The main difference between diabetes insipidus, and diabetes mellitus, is that in diabetes mellitus insulin resistance is referred to being "post-receptor." This implies that the problem lies with the cells which respond to insulin as opposed to there being a problem in the production of insulin. The onset of diabetes mellitus is slow and the disorder might go undiagnosed for a very long period of time. Diabetes insipidus has an abrupt onset and it might be diagnosed at any age.
Factors affecting diagnosis and treatment prescription of diabetes
There are various factors that might affect the diagnosis and treatment of these two types of diabetes.one of these factors is…… [Read More]
Diabetes in Australia
The Australian government and the relevant Health agencies have for many years strived to put the diabetes menace under close observation and management. There have been massive researches and huge sums directed towards good management and possible elimination of diabetes at the national levels. This commitment is exhibited by the specialized funds and efforts like the Juvenile Diabetes esearch Fund (JDF) that has been committed to striving to mitigate the effects of diabetes from the render age of the Australians.
Since diabetes is such a big challenge to Australia as a whole, diabetes mellitus was declared a National Health Priority Area in 1996 during the Australian Health Minister's Conference and this was as recognition to the high levels of diabetes prevalence within Australia, the mortality rates that were due to it, the impact it had on morbidity and the possibility of the health improvements that can be…… [Read More]
This fear is not unfounded, for Chicano lifestyle and diet are rich in elements that contribute to the escalation of diabetes, which includes a steady diet of fatty and starchy foods, not to mention the propensity among Chicanos to eat, both as a physical need and a social activity in their communities.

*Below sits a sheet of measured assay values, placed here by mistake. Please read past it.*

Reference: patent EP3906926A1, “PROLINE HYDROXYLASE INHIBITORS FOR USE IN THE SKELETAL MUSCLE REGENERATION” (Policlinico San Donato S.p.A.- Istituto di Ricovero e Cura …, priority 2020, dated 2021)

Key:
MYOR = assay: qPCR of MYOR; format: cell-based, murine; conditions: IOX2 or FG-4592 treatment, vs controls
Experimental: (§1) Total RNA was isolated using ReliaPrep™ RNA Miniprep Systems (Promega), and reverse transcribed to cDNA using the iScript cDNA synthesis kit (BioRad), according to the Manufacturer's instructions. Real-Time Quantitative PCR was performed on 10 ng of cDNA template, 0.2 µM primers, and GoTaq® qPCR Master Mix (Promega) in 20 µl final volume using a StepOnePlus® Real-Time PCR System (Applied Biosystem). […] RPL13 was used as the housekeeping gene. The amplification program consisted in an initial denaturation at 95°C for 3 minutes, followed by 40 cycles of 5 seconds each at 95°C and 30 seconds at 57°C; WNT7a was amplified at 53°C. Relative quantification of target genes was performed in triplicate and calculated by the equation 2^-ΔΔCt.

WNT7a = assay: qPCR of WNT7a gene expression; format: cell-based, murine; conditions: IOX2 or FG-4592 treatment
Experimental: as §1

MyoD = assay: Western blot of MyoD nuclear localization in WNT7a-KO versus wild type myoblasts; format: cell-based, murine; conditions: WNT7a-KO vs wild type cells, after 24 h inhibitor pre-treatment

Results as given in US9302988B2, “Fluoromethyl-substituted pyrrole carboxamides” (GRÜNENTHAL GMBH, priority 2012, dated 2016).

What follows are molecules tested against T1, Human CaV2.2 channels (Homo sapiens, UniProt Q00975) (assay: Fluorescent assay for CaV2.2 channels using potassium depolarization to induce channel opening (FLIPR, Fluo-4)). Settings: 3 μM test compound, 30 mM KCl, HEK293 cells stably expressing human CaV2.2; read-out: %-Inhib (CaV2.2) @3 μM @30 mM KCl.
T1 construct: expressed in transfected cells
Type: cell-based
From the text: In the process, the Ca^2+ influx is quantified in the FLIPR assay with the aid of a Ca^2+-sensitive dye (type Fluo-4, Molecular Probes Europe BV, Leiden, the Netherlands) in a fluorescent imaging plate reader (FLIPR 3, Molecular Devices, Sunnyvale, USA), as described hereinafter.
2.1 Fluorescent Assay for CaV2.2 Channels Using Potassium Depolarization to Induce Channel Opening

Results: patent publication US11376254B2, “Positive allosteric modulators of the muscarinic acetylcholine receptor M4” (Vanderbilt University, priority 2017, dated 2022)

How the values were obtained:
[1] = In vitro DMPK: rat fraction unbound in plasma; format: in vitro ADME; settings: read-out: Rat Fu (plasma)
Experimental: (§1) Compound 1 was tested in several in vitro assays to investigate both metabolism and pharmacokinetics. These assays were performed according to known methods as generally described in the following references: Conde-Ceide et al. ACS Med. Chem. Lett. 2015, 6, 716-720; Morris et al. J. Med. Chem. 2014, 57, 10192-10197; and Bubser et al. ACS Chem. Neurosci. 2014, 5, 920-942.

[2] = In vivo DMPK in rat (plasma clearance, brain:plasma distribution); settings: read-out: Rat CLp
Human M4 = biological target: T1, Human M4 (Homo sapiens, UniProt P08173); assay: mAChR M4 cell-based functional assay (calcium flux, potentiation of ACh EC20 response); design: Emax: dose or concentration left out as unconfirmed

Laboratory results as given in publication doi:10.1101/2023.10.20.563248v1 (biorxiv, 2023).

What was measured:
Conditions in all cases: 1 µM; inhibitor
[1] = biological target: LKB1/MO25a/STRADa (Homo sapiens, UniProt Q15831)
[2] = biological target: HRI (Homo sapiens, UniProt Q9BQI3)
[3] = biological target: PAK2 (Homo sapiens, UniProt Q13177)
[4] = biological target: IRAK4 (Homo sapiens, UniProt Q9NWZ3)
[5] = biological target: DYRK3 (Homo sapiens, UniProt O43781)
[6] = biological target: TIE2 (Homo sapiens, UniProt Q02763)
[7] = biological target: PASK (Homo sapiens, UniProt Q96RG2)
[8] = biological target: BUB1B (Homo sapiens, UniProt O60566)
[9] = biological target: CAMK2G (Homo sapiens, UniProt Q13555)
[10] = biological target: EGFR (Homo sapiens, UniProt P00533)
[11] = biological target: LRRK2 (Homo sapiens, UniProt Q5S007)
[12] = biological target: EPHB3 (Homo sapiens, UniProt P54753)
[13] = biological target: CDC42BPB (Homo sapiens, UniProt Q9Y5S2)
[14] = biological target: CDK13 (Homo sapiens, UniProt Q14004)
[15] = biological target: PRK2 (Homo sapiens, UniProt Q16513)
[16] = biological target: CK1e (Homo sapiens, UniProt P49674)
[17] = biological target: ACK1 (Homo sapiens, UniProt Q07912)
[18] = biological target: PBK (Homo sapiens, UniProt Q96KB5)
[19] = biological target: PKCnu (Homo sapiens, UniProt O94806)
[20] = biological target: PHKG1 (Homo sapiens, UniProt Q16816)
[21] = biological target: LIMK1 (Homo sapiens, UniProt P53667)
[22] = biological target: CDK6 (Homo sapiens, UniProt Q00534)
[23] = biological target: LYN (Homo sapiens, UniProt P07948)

This measure is also biologically crucial to Chicano communities, since diabetes as a primarily genetic ailment can influence the way in which Chicanos' mental health is developed. In the same manner that mental health is mainly a function of genes (or one's genetic make-up), diabetes, then, becomes susceptible and possibly dangerous if left untreated among individuals who also experiences mental health problems. In addition to this concern, diabetes as an ailment also causes stress, attributing this not only to the physical degradation due to the illness, but also the emotional and financial distress that develop out of the…… [Read More]
However, advancements in pharmacogenetics promises new and better ways of managing diabetes. Studies have shown that Lisofylline, an anti-inflammatory compound is very effective in suppressing the autoimmune activity and in improving the islet secretion of insulin. Mice studies showed significant difference (25% vs. 91.6%) in the onset of diabetes among Lisofylline treated mice compared to placebo mice. Reduction of inflammatory cytokines IFN-? And TNF-? levels correlated with reduction in ss cell apoptosis. [Yang et.al, 2003] Recent study by Lipsett et.al (2007) has shown that Islet Neogenesis-Associated Protein (INGAP) is useful as a pancreatic regeneration agent. Successful tests in mice and regeneration of cultured human pancreatic cells have encouraged the researchers to seriously consider INGAP as an effective agent for improving insulin synthesis. [Lipsett et.al, (2007)]
A recent Cornell University study focused on an entirely different approach to diabetes management. The researchers examined the possibility of recombinant Commensal bacteria engineered to…… [Read More]